Of all the tragedies associated with the Kennedy family, the story of Rosemary Kennedy is among the saddest—and least known. It lasted a lifetime and played out virtually in secret, as opposed to the assassinations and plane crashes that commanded 72-point headlines and seem frozen in time.
Now that anyone with a Facebook page and an opinion can be a political pundit, it’s hard to believe there was a time—and not that long ago—when a newspaper columnist could wield real political power. Mary McGrory did for nearly half a century.
Henry Kissinger is one of the most controversial statesmen in American history. Some regard him as the country’s greatest strategic foreign relations thinker, while others describe him as conspiratorial or as a war criminal. Noted Harvard historian Niall Ferguson tells the first part of Kissinger’s story in great detail in Kissinger: 1923-1968: The Idealist, the first of a projected two-volume biography.
That they're different as day and night is unarguable, but the first two women appointed to the U.S. Supreme Court elevated one another, and the status of women in this country, immeasurably through their combined efforts. Sisters In Law: How Sandra Day O'Connor and Ruth Bader Ginsburg Went to the Supreme Court and Changed the World profiles O'Connor and Ginsburg, their struggles for acceptance in a field designed to exclude them and the cases they worked on that had the greatest impact.
In his richly detailed and stimulating new book, Kissinger’s Shadow: The Long Reach of America’s Most Controversial Statesman, historian Greg Grandin writes that Kissinger was “the quintessential American, his cast of mind perfectly molded to his place and time.”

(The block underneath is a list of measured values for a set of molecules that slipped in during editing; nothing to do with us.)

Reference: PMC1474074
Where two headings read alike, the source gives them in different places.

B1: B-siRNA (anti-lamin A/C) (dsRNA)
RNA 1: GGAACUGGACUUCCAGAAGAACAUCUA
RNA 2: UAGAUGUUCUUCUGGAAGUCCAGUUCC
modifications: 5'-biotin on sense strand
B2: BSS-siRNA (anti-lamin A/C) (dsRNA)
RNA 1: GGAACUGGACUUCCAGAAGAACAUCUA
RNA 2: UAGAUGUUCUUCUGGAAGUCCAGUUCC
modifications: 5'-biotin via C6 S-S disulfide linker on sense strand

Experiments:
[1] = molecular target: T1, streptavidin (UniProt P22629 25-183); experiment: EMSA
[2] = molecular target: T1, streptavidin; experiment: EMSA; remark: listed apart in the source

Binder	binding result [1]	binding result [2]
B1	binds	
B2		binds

Never heard of Jacob Fugger? That’s probably because he was born in Augsburg in 1459, the grandson of a Swabian peasant. But by the time he died in 1525, Fugger had become, according to author Greg Steinmetz (who compared the net worth of wealthy people with the size of the economy in which they operated), the richest man who ever lived.
In his farewell remarks to the White House staff after his resignation from the presidency, Richard Nixon said, “Always remember, others may hate you, but those who hate you don’t win unless you hate them. And then you destroy yourself.” In his illuminating and compelling One Man Against the World: The Tragedy of Richard Nixon, award-winning author and journalist Tim Weiner tells the story of a tormented man, considered by many to be a brilliant politician, in the process of destroying himself.
Christie Brinkley, Cheryl Tiegs, Jean Shrimpton, Christy Turlington, Naomi Campbell: Name a famous model, and more likely than not, she was once represented by Eileen Ford, who started her eponymous modeling agency with husband Jerry in 1947 and built it into an international powerhouse.
Anyone who has completed a grueling round of sun salutations may be glad to learn that such exertions were intended for adolescent boys. Yoga, as it was taught to Americans by Indra Devi in the 1950s, was a slower series of postures, yet it was no more “authentic” than the intense hatha yoga of today. As Michelle Goldberg capably illustrates in The Goddess Pose: The Audacious Life of Indra Devi, the Woman Who Helped Bring Yoga to the West, yoga has always been a bizarre blend of Eastern and Western tradition, particularly in the U.S. Like many other trends, yoga’s popularity began in Hollywood.
Given the endless parade of biographies of Founding Fathers and Tudor monarchs, one might be forgiven for wondering whether there are any fresh candidates for a lengthy life study left. Canadian writer Rosemary Sullivan (Villa Air-Bel) proves the answer is yes with Stalin’s Daughter: The Extraordinary and Tumultuous Life of Svetlana Alliluyeva, the masterfully told and meticulously researched story of a truly remarkable life.